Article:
With our thoughts drifting to Hawaii and our sudden interest in pineapple, we at World Climate Report wondered how pineapple will respond to higher levels of atmospheric carbon dioxide (CO2) and potentially higher temperatures. We quickly found our answer in the Journal of the American Society of Horticultural Science in an article written a few years back by three scientists with the University of ___.? This is a test … (a) Nebraska; (b) Manitoba; (c) Arizona; (d) Hawaii; (e) Maine? Answer is … (d) Hawaii! We suspect you got that one right on the first try? If not, start the essay over and try again.

The three scientists were with the Department of Agronomy and Soil Science in the Department of Botany at the University of Hawaii in Honolulu (how they get anything done in that location is a mystery). Zhu et al. grew 30 pineapple plants in open-top chambers with atmospheric CO2 levels maintained at 330 ppm and 730 ppm over a four month period. The plant dry mass was 146.0 grams per plant at 330 ppm and 180.1 grams at 730 ppm representing a 23.3 percent increase thanks to elevated CO2. The plant leaf area increased from 6,404 cm2 per plant to 6,746 cm2 per plant representing a mere 5.3 percent increase. Have you ever eaten the leaves of pineapple? The dry weight increase is not associated with the leaves but with the main body of the plant! The net assimilation rate (a measure of growth efficiency), the relative growth rate, the stem mass to total mass ratio, and the root mass to total mass ratio all increased in higher CO2 (basically, elevated CO2 produced better plants from top to bottom).

The authors conclude “Our results show that pineapple growth was enhanced after 4 months of exposure to elevated CO2, even with a high day temperature.” Going onward, they state “These data and those obtained previously in controlled environments indicate that even if global warming results in a significant temperature increase in the tropics, dry matter accumulation by pineapple should be significantly enhanced by elevated CO2.”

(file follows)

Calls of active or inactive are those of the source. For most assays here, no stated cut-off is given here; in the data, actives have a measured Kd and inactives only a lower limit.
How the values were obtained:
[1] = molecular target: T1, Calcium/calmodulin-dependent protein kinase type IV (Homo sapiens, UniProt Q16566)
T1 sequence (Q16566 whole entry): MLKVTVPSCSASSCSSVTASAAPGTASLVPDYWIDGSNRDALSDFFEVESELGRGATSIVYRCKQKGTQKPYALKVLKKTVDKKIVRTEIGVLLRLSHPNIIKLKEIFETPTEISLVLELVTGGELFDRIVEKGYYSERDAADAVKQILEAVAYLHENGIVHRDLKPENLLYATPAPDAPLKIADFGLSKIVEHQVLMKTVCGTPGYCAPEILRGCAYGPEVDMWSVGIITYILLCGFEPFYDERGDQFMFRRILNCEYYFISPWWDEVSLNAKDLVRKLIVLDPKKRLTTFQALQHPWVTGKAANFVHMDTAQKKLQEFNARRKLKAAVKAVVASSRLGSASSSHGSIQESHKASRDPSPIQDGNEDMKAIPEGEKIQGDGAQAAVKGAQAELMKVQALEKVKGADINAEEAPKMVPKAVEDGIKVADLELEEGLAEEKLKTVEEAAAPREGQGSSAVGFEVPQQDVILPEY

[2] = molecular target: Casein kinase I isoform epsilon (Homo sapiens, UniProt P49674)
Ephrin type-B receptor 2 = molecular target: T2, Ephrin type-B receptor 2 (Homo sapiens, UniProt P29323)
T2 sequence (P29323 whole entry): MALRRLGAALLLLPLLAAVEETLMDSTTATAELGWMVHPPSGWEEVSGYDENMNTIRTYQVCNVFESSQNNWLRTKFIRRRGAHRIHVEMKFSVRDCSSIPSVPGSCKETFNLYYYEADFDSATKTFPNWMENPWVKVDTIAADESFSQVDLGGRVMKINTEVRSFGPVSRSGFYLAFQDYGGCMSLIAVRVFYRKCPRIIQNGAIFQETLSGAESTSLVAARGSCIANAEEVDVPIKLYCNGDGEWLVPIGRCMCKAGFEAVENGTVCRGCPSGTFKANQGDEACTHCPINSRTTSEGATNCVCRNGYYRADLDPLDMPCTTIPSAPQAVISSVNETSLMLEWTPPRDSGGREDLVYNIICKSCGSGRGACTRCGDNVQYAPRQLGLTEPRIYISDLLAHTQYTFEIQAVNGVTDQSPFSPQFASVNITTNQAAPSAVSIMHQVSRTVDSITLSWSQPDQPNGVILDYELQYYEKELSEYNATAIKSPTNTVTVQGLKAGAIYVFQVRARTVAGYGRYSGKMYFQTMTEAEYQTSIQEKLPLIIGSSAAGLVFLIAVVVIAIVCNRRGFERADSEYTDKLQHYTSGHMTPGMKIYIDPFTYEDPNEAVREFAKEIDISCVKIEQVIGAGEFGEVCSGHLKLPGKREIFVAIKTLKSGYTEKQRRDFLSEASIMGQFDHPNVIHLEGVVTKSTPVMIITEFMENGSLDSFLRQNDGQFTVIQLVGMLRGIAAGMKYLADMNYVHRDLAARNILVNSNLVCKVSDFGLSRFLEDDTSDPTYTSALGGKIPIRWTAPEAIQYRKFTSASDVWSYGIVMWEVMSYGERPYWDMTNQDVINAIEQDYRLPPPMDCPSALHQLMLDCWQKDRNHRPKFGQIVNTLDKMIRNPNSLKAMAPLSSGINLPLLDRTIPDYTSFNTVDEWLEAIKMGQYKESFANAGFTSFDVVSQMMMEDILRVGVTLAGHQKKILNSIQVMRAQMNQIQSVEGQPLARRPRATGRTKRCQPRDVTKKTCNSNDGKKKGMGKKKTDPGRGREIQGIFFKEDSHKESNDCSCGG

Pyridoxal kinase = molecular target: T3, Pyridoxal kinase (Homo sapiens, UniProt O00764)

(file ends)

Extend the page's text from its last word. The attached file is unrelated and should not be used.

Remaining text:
We have covered no end of agricultural plants, grasslands, and forests in so many essays in the past, and over and over, we show that scientists all over the planet are finding that elevated CO2 increases (a) the rate of photosynthesis, (b) the water-use efficiency, (c) overall yield, (d) quality of the yield, (e) resistance to drought, and (f) resistance to pests and other external stresses, including air pollution. But until this essay, we had never considered one of these odd CAM plants. But when we searched around to the answer, we immediately discovered that CAM plants, including pineapple, will share in the biological benefits that come with higher levels of atmospheric CO2.

We’ll raise a piña colada to that one!


Zhu, J., Bartholomew, D.P. and Goldstein, G. 1997. Effect of elevated carbon dioxide on the growth and physiological responses of pineapple, a species with crassulacean acid metabolism. Journal of the American Society of Horticultural Science, 122, 233-237.